hjo1620's picture

I downloaded


and created a VBox VM using the .vmdk file as disk.


I chose my own root password during install.


After install I can access (but not login to): and

I can login using root, in the native terminal.

I can ping google.com

I did cat /var/log/boot.log, and found no generated password.


However, I cannot login as root on: or


Where can I find the correct root password for webmin and shellinabox ?

Alon Swartz's picture

The root password you set during the first boot configuration is the same for console access, shellinabox and webmin.

Regarding a randomly generated password in /var/log/boot.log, that's only relevant on the Amazon EC2 builds when launching from the AWS console.

hjo1620's picture


The terminal where the password is given, on a Swedish keyboard, as z123***
passes on the password as z123""" to webmin and shellinabox, as if I was using a US keyboard layout.
I can login in the terminal with z123*** and
I login to webmin and shellinabox with z123""".
Issue solved.
But rather strange that the given password characters were interpreted differently on the "instance" vs. in the services.

Jeremy Davis's picture

And having WebUI access and installing to hardware (or desktop VM that interprets hardware directly).

If you don't use a US keyboard then the keystrokes are interpretted incorrectly when sitting at the hardware, but as your web browser (or any other remote access tool) is running on your local computer (which one would assume is set up to work correctly with your non-US keyboard) then the keystrokes are interpreted correctly and passed (via the internet/network) to your TKL appliance. But obviously they don't correspond to what is stored on your server as it has the wrong information to start with.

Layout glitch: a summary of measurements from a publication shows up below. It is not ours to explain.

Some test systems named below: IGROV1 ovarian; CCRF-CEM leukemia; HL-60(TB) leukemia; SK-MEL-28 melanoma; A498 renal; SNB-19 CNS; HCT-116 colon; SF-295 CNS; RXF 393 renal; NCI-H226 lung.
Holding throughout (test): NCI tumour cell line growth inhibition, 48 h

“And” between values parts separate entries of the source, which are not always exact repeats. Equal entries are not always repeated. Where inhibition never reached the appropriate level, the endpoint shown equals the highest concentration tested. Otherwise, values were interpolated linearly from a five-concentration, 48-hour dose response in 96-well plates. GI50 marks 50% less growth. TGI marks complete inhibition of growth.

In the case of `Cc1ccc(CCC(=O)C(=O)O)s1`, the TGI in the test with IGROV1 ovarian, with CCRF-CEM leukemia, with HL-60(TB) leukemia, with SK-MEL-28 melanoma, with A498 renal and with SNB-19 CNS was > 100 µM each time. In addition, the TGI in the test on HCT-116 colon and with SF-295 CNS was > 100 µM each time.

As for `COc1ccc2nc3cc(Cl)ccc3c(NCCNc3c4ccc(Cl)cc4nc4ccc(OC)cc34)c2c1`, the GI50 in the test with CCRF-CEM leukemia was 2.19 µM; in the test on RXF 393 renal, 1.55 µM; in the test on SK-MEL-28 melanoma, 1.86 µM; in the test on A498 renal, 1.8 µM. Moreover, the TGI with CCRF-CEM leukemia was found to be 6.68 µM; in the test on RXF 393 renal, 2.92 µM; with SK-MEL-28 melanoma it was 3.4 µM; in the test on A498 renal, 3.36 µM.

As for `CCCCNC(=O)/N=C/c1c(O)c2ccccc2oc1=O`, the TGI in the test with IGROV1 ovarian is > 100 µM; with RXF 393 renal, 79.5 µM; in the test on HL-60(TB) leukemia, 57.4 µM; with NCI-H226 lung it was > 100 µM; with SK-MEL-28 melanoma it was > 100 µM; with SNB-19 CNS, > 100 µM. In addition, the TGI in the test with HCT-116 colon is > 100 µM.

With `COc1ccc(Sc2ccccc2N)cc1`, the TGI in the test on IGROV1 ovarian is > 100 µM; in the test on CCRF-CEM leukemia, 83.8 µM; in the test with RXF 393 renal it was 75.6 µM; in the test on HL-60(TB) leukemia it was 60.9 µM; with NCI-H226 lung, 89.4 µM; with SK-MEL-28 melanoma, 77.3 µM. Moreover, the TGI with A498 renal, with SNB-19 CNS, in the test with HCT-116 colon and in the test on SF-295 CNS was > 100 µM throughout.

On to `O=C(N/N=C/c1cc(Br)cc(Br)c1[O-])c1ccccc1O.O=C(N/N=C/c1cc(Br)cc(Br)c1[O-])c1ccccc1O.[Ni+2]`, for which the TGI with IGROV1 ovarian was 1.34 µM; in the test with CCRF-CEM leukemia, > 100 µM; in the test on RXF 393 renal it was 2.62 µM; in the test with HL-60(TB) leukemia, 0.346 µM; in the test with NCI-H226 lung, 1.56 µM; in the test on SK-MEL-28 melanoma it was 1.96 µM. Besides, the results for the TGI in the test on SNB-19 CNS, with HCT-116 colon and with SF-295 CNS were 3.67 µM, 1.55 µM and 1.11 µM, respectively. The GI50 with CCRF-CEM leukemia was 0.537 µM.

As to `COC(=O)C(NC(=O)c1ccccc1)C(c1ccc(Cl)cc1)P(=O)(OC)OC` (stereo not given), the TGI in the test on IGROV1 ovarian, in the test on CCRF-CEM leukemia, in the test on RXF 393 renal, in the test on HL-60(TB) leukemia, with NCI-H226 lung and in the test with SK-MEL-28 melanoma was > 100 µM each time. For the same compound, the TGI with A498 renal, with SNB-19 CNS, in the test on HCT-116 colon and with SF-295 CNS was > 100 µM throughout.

So this situation only occurs when you run the machines locally on hardware. If you use AWS/other VPS provider/or virtualisation which uses a Web browser UI then this situation will not occur.

So I guess the workaround for use of TKL on hardware (and desktop VM) is to use a US keyboard for install if possible, or failing that, use standard characters on install that (hopefully) won't be mis-interpreted and then change the password (via SSH terminal, WebShell, Webmin or some other remote means) after install...

The only way to completely fix this would be to detect & confirm the use of US/non-US keyboard on install. That's not a huge deal I guess but seeing as users with non-US keyboards would be a minority, and users installing to hardware & desktop VM; a subset of them, at this point I don't know whether it will be a priority for the core devs. Regardless I think that it is good that this is documented so at least users such as yourself can work out what is going on!

[edit] I edited my original post to include desktop VM as a problematic target. Initially I thought this was limited to hardware install, but on re-reading the thread it seems the OP had this issue with desktop VM  software.

Also: Bug reported here.

Jeremy Davis's picture

which includes a question about keyboard. Have a look and vote here.

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